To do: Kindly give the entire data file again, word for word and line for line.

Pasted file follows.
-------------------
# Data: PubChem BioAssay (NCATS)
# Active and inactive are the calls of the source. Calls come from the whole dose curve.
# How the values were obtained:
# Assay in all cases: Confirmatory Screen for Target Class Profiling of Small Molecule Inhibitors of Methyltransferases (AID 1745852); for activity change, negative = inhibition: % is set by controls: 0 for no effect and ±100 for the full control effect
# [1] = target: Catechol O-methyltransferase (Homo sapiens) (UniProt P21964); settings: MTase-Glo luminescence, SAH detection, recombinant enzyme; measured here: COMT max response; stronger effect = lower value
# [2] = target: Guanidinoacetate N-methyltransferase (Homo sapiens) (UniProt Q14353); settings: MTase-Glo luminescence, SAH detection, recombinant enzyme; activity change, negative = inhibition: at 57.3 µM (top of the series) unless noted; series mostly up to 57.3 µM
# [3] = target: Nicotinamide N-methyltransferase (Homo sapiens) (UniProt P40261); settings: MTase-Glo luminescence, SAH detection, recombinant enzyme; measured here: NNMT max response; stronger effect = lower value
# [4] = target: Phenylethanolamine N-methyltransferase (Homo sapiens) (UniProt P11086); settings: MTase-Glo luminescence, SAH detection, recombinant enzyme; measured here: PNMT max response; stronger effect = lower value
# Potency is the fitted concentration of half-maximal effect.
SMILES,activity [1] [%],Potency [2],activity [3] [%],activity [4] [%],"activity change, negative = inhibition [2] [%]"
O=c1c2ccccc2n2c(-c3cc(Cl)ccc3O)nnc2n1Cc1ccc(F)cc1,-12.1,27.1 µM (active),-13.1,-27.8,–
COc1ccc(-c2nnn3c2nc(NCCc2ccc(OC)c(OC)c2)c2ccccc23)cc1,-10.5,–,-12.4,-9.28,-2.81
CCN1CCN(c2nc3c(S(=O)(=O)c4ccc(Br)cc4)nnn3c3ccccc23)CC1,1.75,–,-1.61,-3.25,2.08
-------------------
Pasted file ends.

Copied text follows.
# Data: PubChem BioAssay (NCATS)
# Active and inactive are the calls of the source. Calls come from the whole dose curve.
# How the values were obtained:
# Assay in all cases: Confirmatory Screen for Target Class Profiling of Small Molecule Inhibitors of Methyltransferases (AID 1745852); for activity change, negative = inhibition: % is set by controls: 0 for no effect and ±100 for the full control effect
# [1] = target: Catechol O-methyltransferase (Homo sapiens) (UniProt P21964); settings: MTase-Glo luminescence, SAH detection, recombinant enzyme; measured here: COMT max response; stronger effect = lower value
# [2] = target: Guanidinoacetate N-methyltransferase (Homo sapiens) (UniProt Q14353); settings: MTase-Glo luminescence, SAH detection, recombinant enzyme; activity change, negative = inhibition: at 57.3 µM (top of the series) unless noted; series mostly up to 57.3 µM
# [3] = target: Nicotinamide N-methyltransferase (Homo sapiens) (UniProt P40261); settings: MTase-Glo luminescence, SAH detection, recombinant enzyme; measured here: NNMT max response; stronger effect = lower value
# [4] = target: Phenylethanolamine N-methyltransferase (Homo sapiens) (UniProt P11086); settings: MTase-Glo luminescence, SAH detection, recombinant enzyme; measured here: PNMT max response; stronger effect = lower value
# Potency is the fitted concentration of half-maximal effect.
SMILES,activity [1] [%],Potency [2],activity [3] [%],activity [4] [%],"activity change, negative = inhibition [2] [%]"
O=c1c2ccccc2n2c(-c3cc(Cl)ccc3O)nnc2n1Cc1ccc(F)cc1,-12.1,27.1 µM (active),-13.1,-27.8,–
COc1ccc(-c2nnn3c2nc(NCCc2ccc(OC)c(OC)c2)c2ccccc23)cc1,-10.5,–,-12.4,-9.28,-2.81
CCN1CCN(c2nc3c(S(=O)(=O)c4ccc(Br)cc4)nnn3c3ccccc23)CC1,1.75,–,-1.61,-3.25,2.08